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Home Away from Home

Mr. Raymond Leung
Waie (left) and Nanret at the Yuen Yuen Institute
Wendy (1st left) and her family having hotpot with Chan Man-tek (2nd left), Zhao Yuntong (2nd right)
Host families and the participated students sharing at the reunion
From left: Pansy, Tan Ke-ying, Pansy's sister and niece attending the reunion gathering

The transition from secondary school to university is a huge one, in terms of the difference in teaching methods and the learning environment. For teenagers who go abroad to study, the challenges are even greater, especially if they are used to relying on their families. They could experience culture shock which makes adapting to their new environments a constant struggle.

The number of non-local undergraduate students studying at CUHK has been growing in recent years; they also come from a more diverse range of backgrounds. In 2013–14, over 400 non-local students were admitted to the University. According to Mr. Raymond Leung, Director of Students Affairs, the Office of Students Affairs has always provided information and support services to these students. However he hoped that his office could do more. 'Apart from responding to their needs, we should promote the spirit of cultural integration in the university community and help them, via informal channels, to adjust to a new lifestyle.'

The office launched the Host Family Programme in 2013 and invited colleagues and their kin to join as the 'host families'. Mr. Leung said the programme has been adapted to the local context so that the hosts are not required to provide lodging for their students. The families arrange a variety of cultural exchange activities, such as family meals, holiday celebrations, outings to places of interest for the participants. A total of 50 colleagues and 74 non-local students from mainland China, Macau, Malaysia, Nigeria, South Korea and Taiwan have taken part in the programme.

Cultural Exchange with Nigeria Student

Ms. Waie Pao of the Office of Academic Links (China) joined the programme as she wanted to give support to students studying away from their home countries. Waie recalled with fondness studying in France and living in a host family years ago, 'They did not only provide me with board and lodging, but all members of the family, old and young, made me feel warm. I had a very close relationship with them as we lived together. They gave me much encouragement during my study and this was totally different from hostel life.' Having benefited personally from such experience, Waie was inspired to share what she had with the non-local students of CUHK.

Waie took her student Nanret Senok from Nigeria to the Yuen Yuen Institute, a famous Taoist temple, and showed her Chinese culture and architecture. They also went to have Cantonese dim sum in a local restaurant. In return, Nanret shared with Waie some West African costumes that enabled Waie to learn more about her home country. Although Nanret was preoccupied with her studies and other activities, they kept up to date with each other's lives via e-mail. Waie hopes Nanret can feel the support from her Hong Kong 'family'.

Adaptation to the Local Lifestyle

The host family programme reminded Wendy Chan of the Information Technology Services Office of the time she studied in the UK and enjoyed the hospitality of a local family for several days. Through interaction with local people, Wendy learnt much more about British culture than she would have by reading alone. She shared an interesting episode. 'The host had to stay in hospital because of illness. When he was discharged, his wife gave him apple pie. I was astonished. The Chinese would prepare some kind of tonic for the patient.' Wendy's daughter is also studying in the UK. She realizes that having a host family can play an important role in improving the experiences of overseas students. Thus she was very eager to join the programme. She was paired with Zhao Yuntong from mainland China and Chan Man-tek from Macau.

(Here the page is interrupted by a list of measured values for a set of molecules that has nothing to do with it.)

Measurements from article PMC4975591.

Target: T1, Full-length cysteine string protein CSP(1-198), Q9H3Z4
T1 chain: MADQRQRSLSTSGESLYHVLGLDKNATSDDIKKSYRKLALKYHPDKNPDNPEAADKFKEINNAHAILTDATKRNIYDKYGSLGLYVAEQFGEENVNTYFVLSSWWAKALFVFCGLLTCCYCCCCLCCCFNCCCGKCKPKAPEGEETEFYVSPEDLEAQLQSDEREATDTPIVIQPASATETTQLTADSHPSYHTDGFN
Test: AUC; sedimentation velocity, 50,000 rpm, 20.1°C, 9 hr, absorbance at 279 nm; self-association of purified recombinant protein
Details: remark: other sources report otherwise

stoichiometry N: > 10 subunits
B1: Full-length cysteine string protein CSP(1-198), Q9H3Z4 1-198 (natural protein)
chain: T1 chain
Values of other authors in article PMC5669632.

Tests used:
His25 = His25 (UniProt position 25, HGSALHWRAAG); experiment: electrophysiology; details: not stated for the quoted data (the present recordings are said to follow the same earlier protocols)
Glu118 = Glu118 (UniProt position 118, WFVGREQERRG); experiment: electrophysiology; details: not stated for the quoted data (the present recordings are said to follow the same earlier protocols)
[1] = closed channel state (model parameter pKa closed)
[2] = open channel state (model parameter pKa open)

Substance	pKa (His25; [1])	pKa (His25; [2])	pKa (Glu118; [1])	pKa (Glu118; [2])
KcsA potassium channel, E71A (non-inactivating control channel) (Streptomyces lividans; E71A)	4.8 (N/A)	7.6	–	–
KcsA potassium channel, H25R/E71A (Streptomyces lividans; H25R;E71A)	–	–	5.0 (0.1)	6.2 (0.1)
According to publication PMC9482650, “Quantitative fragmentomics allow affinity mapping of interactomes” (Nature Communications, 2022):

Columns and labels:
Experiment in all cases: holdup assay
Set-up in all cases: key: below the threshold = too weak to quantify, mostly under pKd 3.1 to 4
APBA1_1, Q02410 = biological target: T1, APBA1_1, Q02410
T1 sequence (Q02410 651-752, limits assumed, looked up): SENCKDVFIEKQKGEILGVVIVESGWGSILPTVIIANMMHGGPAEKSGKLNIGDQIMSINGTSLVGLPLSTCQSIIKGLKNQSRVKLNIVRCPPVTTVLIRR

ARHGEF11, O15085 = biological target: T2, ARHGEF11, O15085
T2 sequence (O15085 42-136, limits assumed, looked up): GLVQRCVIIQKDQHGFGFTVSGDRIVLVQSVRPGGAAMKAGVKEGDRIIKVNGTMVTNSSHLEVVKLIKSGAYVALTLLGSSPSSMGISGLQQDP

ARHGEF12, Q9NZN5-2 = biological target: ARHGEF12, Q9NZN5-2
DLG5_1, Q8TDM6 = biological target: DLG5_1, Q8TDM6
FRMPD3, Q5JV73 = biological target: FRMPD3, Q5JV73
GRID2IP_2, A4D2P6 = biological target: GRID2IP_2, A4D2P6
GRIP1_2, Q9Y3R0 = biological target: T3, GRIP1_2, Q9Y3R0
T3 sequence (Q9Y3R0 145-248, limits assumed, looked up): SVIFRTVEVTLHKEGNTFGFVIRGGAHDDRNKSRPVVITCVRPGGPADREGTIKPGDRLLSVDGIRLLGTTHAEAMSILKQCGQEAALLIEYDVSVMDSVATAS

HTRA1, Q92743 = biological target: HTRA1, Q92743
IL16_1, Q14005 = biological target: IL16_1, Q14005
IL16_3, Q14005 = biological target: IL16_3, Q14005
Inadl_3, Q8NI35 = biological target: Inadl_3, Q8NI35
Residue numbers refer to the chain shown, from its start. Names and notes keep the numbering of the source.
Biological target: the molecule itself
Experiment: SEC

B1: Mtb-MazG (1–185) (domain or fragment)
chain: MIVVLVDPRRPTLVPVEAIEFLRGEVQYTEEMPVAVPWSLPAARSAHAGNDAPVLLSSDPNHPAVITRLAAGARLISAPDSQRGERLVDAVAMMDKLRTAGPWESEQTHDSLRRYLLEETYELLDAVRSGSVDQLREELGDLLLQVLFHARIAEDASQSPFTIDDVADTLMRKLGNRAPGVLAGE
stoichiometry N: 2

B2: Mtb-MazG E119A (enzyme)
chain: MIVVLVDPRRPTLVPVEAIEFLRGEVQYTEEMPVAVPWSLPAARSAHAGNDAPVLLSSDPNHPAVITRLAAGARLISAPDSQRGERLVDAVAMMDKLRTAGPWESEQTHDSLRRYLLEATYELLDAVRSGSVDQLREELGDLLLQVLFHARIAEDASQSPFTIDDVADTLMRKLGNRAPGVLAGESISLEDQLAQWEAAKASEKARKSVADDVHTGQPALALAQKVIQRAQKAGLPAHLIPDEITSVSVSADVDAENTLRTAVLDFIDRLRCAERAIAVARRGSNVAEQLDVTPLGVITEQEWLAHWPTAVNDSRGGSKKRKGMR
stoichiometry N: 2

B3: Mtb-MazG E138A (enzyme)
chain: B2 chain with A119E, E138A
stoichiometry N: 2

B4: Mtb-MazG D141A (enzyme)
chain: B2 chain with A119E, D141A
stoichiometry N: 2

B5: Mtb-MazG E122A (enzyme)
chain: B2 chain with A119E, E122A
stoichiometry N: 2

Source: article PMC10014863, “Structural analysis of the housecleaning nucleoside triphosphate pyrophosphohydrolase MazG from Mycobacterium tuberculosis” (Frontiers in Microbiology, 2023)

Wendy thought the best way for non-local students to learn about local culture is by living life like a local. So instead of taking them to the famous sightseeing spots, she invited the two girls to go to church service with her, visit her office, have dinner at her home or hotpot with her family. Wendy also took them to the market to buy food and showed them how to prepare simple local dishes and desserts. She hoped these simple activities could help the girls adapt better to the local lifestyle.

Finding out More about Hong Kong Together

Ms. Pansy Lo of the Office of Academic Links (China) has made a lot of friends from mainland China and Taiwan because of her work. And she was happy to extent her hospitality to non-local students by joining the host family programme. She hosted Tan Ke-ying from Malaysia.

'Ke-ying is a very active and energetic young girl who loves hiking and has been to many local hiking trails that I've never visited.' Pansy found that Ke-ying enriched her own knowledge of Hong Kong.

As food holds an important place in local culture, Pansy and her niece always took Ke-ying to taste different local food from Shanghainese and Northern Chinese restaurants at hotels to Hong Kong-style egg waffles and clay-pot pudding in street stalls. Pansy also invited her sister and niece to join the Easter reunion with Ke-ying. For the occasion, Ke-ying made a birthday-themed Easter egg for Pansy's sister whose birthday is in April. Pansy really appreciates with what Ke-ying did for her family.

Having the support of a local family can help to shorten and smoothen the transition period of non-local students. The host families can build friendship with the youngsters and learn about their culture, and also learn to view their own city from a new angle.


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